Pugging clay!

Mon, February 24, 2014

I can still remember when I first saw the mudflats along the Shubinacadie canal when I moved back to Nova Scotia in 1998.  The gorgeous red colour of the mud was so inviting and I saw that same mud along the Minas basin and throughout the Annapolis Valley.  When I was in school in 2005 and first saw what we call Lantz clay, I could see that it was the same stuff that was along the rivers and knew it was what I would continue to use in my clay practice.

Mud flats at Blomidon, Nova Scotia.

This winter I ordered 2000lbs of clay, in 50lb bags and in order to use it for throwing I need to process it.  I add Kyanite to it which helps to make the end product more resistant to thermal shock.  So when you pour boiling water into a mug it doesn't crack. 

50lb bags of Lantz clay

This is my lovely pug mill.  It is a Venco Supertwin and I got it used from someone in Quebec.  It is easy to use, surprisingly quiet and is a workhorse.

I cut up the clay into smaller pieces and this is a small bucket of the Kyanite that I am slowly adding in. 

The clay comes out in these 4" diameter logs that I can cut to whatever length I like.  For the first run through, it is the Nova Scotia clay mixed in with the Kyanite.  The vaccuum is not attached so it comes out a bit rough.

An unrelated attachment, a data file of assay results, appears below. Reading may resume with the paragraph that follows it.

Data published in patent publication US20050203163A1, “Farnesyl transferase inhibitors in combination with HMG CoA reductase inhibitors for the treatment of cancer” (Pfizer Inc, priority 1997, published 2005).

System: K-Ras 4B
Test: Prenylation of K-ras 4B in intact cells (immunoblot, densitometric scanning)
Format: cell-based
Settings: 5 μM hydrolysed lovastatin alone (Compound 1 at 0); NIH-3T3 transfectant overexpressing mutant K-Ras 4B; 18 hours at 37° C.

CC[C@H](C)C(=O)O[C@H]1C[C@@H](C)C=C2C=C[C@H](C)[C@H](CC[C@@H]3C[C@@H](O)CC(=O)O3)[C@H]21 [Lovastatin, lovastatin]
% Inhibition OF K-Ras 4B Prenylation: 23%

I then put this clay back into the pugmill along with my reclaim clay.  In the process of making there is lots of bits left over, trimming scraps, thrown pots that don't work out, scraps from throwing, and even the muddy throwing water gets dried out.  I take these scraps and dry them out completely, rehydrate them with water and then dry it out a bit to get to the right consistancy.  This ensures that I have no wasted clay, everything gets used and reused to reduce waste to next to nothing.

PJ is taking her supervisory duties very serious.

This is the finished pug.  I attach the vaccuum to the pugmill and it takes out most of the air from the clay and makes the clay nice and tight, aligns the particles and gets it ready for use.  The nice smooth finish is evidence of this.  I cut the logs into about 6" lengths which is the equivelant to about 6lbs.

I was able to get the 2000lbs of Lantz clay, mixed with 200lbs of Kyanite and about 500lbs of reclaim clay done in about 3 days - all wrapped tightly and stored in my cupboard ready to use.  I'm not sure how long it will take me to go through but the work is worth it so I can use this beautiful Nova Scotia clay for my pottery.

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